In e-commerce, the performance-testing plan should also incorporate a number of elements that can affect the speed and scalability of websites and applications.

1) Test across Different Geographical Locations

For retailers with an international customer base, performance tests should be carried out to ensure the geographical location of online shoppers does not affect the speed of the site or application. The point here is to make sure customers in the United States experience the same response time as customers in France or Japan.

2) Test All Transactions

Because some transactions, like product searches, can be more network intensive than others, testing all transactions is critical. At the same time, transactions need to be tested across different devices and browsers to make sure the transaction speed is up to par.

In addition, it is crucial to recognize that online shoppers do not all have the same profile and nor exhibit the same behaviors or tendencies. In fact, it is very common for shoppers to take several different paths while shopping online. As a result, QA teams must pay careful attention to testing every user path possible to measure its impact on the application’s architecture.

3) Test Across Different Devices and Configurations

Today’s online consumer uses multiple devices before ultimately making a purchase, whether in-store or online. To offer an optimal user experience, it is vital for performance tests to account for the different devices (laptop, tablet, and smartphone) that consumers use to shop online.

Additionally, using different browsers, operating systems, smartphone or tablet models, etc., is essential to determine if certain configurations negatively affect the performance of an application or a website.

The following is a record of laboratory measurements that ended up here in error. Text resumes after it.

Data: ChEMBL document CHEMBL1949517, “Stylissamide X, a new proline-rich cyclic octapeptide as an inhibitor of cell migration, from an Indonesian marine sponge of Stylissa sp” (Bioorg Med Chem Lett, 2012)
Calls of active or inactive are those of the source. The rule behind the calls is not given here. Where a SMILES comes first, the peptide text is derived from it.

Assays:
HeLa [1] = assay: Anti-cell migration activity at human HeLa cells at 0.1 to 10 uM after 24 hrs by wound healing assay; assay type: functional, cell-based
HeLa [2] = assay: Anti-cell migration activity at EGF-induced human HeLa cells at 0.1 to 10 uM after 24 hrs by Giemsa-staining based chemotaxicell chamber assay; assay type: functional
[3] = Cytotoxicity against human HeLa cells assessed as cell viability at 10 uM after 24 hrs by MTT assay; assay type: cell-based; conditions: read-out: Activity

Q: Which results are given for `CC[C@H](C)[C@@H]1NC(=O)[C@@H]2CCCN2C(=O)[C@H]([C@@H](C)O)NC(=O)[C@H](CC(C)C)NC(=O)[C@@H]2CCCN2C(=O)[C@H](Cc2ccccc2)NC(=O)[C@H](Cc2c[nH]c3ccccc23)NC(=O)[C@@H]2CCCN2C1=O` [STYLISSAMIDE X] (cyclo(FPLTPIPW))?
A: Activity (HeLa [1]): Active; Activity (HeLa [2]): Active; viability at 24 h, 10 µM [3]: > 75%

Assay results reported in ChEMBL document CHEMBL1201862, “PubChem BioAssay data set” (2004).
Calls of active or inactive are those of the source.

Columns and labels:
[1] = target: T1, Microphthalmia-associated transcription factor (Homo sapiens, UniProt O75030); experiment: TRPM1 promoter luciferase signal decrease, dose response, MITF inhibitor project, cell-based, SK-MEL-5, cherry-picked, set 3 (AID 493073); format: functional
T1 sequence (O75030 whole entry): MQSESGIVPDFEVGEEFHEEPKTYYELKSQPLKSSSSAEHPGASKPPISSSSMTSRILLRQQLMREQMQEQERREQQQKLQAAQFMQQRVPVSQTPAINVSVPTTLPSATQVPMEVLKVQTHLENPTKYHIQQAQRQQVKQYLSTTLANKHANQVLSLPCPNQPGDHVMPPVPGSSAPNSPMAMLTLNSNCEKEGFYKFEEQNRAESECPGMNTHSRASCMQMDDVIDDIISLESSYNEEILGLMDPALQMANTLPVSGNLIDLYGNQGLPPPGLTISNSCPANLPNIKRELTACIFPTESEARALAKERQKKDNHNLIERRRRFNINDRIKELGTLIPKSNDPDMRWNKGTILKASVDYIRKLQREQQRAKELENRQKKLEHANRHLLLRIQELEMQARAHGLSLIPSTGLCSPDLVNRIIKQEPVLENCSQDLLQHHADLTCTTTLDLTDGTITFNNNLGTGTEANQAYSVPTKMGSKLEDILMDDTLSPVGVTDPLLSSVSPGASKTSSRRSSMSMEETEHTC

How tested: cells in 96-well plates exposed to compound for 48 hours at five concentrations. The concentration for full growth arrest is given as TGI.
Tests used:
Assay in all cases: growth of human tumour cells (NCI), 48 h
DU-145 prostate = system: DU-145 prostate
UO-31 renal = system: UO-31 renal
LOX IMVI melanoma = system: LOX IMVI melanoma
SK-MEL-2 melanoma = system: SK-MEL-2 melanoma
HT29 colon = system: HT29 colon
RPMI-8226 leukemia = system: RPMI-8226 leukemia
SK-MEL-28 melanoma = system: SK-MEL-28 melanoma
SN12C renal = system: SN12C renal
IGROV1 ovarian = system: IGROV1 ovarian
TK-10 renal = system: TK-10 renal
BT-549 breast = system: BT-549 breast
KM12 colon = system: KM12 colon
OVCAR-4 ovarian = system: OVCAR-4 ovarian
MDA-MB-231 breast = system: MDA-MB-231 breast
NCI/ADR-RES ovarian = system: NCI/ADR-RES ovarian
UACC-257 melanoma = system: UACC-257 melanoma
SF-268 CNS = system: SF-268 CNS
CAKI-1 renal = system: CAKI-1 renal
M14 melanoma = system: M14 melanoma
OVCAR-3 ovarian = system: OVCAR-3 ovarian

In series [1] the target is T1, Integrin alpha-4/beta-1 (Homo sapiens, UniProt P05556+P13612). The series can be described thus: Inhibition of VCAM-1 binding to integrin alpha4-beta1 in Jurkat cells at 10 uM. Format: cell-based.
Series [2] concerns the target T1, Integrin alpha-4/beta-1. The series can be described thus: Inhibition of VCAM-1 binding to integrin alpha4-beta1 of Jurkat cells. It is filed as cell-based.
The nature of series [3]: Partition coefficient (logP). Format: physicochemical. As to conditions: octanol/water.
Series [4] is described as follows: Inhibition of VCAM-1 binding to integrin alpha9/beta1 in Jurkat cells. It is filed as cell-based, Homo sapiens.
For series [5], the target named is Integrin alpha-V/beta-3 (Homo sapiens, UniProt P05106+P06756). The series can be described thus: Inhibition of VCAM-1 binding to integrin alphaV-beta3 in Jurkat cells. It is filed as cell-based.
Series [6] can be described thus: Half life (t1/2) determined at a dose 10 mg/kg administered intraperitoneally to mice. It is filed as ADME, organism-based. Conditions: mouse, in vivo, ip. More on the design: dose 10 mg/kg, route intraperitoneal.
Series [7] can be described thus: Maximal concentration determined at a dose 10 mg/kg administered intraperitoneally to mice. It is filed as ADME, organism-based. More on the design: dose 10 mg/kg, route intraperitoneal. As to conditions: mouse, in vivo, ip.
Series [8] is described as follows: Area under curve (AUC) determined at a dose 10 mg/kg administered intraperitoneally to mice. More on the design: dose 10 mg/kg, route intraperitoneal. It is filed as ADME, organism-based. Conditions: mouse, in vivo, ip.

4) Test Payments Systems and Gateways

E-commerce websites and applications need to be able to handle multiple transactions at the same time. Testing payment systems is critical step in the QA process, and should not be skipped for any reason. Testing the performance of payment systems will help the QA team uncover any issues that can disrupt or block transactions, especially when a large number of users checkout at the same time.

When it comes to third-party payment gateways, it is important note that testing can be a bit more challenging. This is because most payment gateways providers do not provide a favorable testing environment. While this may sound unreasonable, it is a way for payment gateway providers to prevent their portals from being flooded with tons of virtual users.

Using a sandbox environment, QA teams can overcome this challenge in creating a safe testing environment in order to test key scenarios on an application or site with a fully integrated payment gateway.

As online sales continue to grow and represent an important channel for retailers, performance testing will continue to enable them to deliver high quality applications and sites. For help planning or executing effective performance tests, do not hesitate to contact us.